The first thing I thought of when seeing "Long Now Foundation" and the reference to a person saying books are needed to help rebuild society was Asimov's Foundation series. So I think it should remain in the explanation. It my not be a pun, but I think significant reference to it is possible, and maybe likely. --Dangerkeith3000 (talk) 17:34, 11 June 2014 (UTC)
For what it's worth, the Long Now Foundation really is building a Manual for Civilization: -- 18:55, 11 June 2014 (UTC)
Thank you for linking to this! I came to this explainxkcd page because I wanted to know the answer to that very question. I think this link should be included in the article. (talk) (please sign your comments with ~~~~)
For the record, I had the idea for a "Post-apocalyptic Survival Guide" in 2008. I believe 3 text-book sized volumes could contain enough information on wilderness knowledge, engineering, science, medicine, and psychology for an individual or small community to exist quite happily. I considered making it a wiki, but that defeats the purpose, since nobody's going to have internet after an apocalypse. If you're actually trying to rebuild society to its present advancement, the hard part won't be finding the information, it will be finding people more interested in rebuilding than in their own survival. The Postman comes to mind...-- 20:58, 11 June 2014 (UTC)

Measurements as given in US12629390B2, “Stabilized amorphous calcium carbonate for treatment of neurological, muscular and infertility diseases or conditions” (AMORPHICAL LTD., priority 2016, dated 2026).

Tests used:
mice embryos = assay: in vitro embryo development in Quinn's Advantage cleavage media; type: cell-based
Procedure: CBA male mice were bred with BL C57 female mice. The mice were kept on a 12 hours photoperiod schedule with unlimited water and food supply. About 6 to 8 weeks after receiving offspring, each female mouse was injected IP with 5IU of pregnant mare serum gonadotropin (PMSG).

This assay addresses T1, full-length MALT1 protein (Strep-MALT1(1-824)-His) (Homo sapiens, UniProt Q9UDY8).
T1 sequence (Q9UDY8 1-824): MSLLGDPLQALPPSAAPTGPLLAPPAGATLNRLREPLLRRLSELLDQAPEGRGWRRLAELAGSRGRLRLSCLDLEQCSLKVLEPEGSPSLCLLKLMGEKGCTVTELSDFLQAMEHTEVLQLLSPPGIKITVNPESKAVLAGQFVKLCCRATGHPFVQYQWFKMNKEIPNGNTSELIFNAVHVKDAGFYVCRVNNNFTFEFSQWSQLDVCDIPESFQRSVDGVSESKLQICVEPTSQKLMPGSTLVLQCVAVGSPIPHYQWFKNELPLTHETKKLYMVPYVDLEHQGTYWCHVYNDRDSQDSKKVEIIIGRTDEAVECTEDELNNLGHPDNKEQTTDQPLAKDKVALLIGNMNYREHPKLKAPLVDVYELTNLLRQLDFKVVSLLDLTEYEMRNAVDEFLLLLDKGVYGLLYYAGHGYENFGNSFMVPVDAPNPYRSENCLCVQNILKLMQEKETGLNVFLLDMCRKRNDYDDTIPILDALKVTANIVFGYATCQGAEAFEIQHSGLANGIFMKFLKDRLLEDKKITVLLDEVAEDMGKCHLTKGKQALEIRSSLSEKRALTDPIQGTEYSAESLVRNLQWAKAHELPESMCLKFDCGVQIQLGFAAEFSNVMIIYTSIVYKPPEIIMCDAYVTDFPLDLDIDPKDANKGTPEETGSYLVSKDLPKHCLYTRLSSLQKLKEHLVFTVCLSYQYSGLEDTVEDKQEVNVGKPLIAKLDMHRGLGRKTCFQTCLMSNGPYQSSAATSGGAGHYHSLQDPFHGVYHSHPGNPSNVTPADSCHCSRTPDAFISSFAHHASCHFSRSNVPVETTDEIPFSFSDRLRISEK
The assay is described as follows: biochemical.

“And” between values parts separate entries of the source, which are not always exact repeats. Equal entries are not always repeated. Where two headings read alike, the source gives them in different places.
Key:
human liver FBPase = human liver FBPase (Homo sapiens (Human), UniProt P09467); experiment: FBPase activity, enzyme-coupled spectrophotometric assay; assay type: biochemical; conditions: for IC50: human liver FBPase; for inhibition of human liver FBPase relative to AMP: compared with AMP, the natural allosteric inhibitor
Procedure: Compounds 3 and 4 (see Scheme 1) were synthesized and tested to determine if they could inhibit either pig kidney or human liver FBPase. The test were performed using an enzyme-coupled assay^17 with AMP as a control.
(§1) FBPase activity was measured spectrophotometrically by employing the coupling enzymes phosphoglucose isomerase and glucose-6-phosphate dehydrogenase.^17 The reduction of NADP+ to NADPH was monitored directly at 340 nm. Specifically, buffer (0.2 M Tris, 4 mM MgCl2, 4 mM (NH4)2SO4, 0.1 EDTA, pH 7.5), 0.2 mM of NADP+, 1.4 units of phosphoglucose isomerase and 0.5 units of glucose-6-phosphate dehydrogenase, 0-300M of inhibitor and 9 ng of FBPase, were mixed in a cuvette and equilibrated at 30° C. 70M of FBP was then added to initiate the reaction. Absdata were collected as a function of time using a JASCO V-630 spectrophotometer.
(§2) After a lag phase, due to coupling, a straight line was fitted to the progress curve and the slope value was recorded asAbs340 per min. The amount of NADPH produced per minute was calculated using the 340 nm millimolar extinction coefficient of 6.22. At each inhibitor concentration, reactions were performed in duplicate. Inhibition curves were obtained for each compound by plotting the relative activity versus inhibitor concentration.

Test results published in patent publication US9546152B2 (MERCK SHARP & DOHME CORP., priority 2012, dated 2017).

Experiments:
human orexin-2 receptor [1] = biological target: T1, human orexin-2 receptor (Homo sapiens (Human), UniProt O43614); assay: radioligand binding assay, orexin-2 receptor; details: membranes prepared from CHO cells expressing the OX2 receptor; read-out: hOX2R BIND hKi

Actually, we can assume there WILL be some warning apocalypse is coming. Post-apocalyptic Survival Guide must therefore be wiki-based system with simple "print" button, to be pressed (on multiple computers) in moment of such warning, immediately transferring the data to local computer before the Internet collapses and printed hopefully before the electrical grid collapses (and/or backup generators run out of fuel). -- Hkmaly (talk) 12:34, 14 June 2014 (UTC)